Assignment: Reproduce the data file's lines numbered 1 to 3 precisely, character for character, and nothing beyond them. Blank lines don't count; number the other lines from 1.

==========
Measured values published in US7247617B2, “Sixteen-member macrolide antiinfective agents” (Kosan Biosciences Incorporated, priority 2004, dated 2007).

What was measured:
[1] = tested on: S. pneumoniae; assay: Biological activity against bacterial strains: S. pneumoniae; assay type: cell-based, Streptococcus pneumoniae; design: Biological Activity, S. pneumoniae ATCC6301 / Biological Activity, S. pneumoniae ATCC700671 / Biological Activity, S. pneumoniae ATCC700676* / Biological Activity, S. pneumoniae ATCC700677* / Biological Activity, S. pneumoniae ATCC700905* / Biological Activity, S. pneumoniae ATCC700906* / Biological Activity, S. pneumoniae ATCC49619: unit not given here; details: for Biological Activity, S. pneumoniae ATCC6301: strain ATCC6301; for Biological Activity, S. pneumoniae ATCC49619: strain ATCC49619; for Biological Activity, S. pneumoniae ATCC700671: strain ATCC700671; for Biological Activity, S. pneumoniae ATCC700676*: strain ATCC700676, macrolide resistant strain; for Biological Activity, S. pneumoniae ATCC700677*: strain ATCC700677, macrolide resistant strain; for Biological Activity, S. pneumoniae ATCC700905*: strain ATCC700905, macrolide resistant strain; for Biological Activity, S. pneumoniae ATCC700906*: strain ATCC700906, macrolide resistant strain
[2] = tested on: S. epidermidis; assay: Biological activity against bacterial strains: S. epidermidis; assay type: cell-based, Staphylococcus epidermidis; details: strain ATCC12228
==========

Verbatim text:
Measured values published in US7247617B2, “Sixteen-member macrolide antiinfective agents” (Kosan Biosciences Incorporated, priority 2004, dated 2007).

What was measured:
[1] = tested on: S. pneumoniae; assay: Biological activity against bacterial strains: S. pneumoniae; assay type: cell-based, Streptococcus pneumoniae; design: Biological Activity, S. pneumoniae ATCC6301 / Biological Activity, S. pneumoniae ATCC700671 / Biological Activity, S. pneumoniae ATCC700676* / Biological Activity, S. pneumoniae ATCC700677* / Biological Activity, S. pneumoniae ATCC700905* / Biological Activity, S. pneumoniae ATCC700906* / Biological Activity, S. pneumoniae ATCC49619: unit not given here; details: for Biological Activity, S. pneumoniae ATCC6301: strain ATCC6301; for Biological Activity, S. pneumoniae ATCC49619: strain ATCC49619; for Biological Activity, S. pneumoniae ATCC700671: strain ATCC700671; for Biological Activity, S. pneumoniae ATCC700676*: strain ATCC700676, macrolide resistant strain; for Biological Activity, S. pneumoniae ATCC700677*: strain ATCC700677, macrolide resistant strain; for Biological Activity, S. pneumoniae ATCC700905*: strain ATCC700905, macrolide resistant strain; for Biological Activity, S. pneumoniae ATCC700906*: strain ATCC700906, macrolide resistant strain